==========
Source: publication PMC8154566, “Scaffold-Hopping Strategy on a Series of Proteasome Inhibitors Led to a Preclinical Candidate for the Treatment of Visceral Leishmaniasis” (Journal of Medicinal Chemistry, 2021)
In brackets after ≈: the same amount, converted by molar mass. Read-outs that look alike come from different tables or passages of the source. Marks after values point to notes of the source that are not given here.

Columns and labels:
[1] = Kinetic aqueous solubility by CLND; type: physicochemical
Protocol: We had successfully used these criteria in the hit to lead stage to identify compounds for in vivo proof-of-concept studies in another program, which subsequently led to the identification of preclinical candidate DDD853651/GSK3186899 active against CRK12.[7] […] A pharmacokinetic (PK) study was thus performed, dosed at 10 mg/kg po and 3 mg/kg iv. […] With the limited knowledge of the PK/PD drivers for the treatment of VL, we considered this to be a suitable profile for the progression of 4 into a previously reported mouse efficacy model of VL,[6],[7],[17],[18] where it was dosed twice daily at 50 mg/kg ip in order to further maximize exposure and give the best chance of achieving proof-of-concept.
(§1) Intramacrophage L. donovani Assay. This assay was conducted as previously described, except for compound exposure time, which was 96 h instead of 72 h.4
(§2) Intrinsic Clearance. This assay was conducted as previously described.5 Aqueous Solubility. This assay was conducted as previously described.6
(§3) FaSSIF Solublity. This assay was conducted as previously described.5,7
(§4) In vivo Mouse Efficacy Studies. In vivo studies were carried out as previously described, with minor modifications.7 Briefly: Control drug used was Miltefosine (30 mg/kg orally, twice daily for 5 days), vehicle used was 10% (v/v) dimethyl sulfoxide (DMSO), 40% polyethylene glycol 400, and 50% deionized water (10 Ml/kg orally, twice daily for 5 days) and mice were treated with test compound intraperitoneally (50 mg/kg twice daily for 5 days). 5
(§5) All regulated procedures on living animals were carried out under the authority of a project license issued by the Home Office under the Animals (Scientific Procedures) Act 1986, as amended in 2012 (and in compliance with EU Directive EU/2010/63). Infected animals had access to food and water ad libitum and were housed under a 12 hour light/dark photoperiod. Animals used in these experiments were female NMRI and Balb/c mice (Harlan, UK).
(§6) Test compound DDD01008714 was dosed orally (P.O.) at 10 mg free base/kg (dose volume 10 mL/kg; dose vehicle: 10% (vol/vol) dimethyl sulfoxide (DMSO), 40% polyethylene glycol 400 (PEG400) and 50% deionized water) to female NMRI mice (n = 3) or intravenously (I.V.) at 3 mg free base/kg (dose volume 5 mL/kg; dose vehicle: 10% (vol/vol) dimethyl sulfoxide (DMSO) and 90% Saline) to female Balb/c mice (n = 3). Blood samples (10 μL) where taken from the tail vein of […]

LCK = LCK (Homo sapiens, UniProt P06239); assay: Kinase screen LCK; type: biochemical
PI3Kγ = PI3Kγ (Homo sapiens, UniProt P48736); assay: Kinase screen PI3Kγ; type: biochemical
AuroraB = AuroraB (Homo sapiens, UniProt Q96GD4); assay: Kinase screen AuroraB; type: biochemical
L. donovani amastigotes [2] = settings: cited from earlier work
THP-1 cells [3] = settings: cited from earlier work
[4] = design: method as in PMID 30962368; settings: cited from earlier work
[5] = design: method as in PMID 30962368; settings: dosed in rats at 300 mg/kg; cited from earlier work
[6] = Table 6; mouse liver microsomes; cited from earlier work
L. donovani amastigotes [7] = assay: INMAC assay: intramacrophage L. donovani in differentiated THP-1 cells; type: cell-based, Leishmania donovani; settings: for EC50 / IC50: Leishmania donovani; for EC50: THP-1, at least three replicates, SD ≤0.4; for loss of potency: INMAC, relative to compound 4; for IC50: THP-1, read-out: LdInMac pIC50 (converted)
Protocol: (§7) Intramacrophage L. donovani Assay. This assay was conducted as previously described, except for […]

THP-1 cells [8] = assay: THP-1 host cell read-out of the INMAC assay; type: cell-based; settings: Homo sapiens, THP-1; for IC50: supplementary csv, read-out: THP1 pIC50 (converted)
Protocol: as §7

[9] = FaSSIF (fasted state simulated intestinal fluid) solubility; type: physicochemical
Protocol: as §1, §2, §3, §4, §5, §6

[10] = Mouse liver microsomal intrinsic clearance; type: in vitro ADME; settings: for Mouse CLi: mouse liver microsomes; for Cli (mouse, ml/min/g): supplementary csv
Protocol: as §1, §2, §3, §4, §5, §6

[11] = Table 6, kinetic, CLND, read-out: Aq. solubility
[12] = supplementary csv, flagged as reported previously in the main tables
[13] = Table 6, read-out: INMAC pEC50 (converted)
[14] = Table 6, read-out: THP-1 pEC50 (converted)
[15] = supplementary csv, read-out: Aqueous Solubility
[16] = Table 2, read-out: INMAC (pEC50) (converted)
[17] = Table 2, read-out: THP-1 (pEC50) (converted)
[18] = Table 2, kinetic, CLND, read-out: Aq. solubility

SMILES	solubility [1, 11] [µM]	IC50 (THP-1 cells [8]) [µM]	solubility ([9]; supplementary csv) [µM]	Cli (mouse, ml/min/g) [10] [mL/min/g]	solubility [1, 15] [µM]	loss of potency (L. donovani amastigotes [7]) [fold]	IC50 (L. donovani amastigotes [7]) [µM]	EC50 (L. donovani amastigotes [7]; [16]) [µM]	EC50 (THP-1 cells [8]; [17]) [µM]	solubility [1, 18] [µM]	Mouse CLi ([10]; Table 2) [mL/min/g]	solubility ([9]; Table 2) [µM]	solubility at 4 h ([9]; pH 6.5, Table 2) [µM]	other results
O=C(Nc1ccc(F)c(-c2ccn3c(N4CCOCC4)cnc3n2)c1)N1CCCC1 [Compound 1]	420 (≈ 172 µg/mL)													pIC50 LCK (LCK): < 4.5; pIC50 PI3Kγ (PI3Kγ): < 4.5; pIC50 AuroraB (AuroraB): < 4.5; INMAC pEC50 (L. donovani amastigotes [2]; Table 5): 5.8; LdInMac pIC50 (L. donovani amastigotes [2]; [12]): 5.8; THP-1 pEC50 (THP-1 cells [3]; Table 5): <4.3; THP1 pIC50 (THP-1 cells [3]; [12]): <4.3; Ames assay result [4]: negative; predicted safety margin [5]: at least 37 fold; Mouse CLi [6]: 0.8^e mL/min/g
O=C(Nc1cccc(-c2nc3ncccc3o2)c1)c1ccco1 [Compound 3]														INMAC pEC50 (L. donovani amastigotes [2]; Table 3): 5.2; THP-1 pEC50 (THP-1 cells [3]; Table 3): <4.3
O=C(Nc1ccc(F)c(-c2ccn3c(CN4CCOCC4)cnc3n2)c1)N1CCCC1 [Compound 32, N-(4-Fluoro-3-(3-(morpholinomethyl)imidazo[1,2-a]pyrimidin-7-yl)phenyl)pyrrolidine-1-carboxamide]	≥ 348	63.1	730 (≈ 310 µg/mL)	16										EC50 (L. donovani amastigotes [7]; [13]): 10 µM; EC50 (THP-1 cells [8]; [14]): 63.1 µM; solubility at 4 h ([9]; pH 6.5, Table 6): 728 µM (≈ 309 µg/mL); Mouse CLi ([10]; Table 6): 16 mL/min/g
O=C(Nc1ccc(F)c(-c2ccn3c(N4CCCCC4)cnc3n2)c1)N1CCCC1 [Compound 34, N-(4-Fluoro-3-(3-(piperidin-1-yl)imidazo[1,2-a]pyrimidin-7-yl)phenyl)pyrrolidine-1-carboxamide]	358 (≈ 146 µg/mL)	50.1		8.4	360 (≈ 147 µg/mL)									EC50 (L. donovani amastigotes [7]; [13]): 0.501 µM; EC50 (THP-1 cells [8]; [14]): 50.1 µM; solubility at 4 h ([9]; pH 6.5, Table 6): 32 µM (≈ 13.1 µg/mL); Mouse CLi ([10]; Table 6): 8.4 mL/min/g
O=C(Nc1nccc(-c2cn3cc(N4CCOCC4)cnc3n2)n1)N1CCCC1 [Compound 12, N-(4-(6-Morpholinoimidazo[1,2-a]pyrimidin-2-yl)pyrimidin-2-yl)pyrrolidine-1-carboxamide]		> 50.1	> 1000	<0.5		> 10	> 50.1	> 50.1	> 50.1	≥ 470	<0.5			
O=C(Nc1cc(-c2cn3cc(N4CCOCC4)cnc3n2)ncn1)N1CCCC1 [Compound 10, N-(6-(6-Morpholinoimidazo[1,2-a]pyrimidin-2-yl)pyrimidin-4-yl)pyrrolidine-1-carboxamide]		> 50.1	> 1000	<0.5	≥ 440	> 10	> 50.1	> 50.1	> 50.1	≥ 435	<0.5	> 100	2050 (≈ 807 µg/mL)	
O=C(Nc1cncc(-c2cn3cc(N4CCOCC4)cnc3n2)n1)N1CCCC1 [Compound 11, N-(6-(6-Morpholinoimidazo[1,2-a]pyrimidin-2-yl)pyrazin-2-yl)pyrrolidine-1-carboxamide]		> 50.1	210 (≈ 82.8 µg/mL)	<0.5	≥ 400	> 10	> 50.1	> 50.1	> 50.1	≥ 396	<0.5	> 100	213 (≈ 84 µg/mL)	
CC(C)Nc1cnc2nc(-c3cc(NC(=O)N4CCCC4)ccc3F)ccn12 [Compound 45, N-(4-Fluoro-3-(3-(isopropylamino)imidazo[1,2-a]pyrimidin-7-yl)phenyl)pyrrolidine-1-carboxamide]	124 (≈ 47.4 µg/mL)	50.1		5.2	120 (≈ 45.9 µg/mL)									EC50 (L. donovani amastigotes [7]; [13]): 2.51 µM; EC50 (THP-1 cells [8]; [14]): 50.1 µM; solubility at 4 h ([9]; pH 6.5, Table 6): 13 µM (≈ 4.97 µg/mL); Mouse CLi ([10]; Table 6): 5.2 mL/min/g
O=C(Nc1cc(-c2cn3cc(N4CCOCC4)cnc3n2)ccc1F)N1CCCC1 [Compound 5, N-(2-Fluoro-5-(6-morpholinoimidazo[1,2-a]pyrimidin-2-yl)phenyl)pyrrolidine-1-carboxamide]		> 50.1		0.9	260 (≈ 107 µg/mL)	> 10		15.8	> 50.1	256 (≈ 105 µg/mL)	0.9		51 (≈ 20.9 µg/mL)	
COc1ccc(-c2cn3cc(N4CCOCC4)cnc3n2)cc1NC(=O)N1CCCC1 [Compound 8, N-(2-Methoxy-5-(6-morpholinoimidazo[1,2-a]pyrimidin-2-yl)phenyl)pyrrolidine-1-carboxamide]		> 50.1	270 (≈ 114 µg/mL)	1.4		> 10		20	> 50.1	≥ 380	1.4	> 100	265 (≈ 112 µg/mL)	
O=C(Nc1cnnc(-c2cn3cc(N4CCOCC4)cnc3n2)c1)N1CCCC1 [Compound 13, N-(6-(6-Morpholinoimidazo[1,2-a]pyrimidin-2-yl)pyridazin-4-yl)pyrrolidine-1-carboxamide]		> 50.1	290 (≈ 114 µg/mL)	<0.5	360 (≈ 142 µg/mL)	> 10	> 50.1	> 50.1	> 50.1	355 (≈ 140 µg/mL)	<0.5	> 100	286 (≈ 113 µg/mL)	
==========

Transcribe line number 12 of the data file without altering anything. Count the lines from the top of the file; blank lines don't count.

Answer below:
LCK = LCK (Homo sapiens, UniProt P06239); assay: Kinase screen LCK; type: biochemical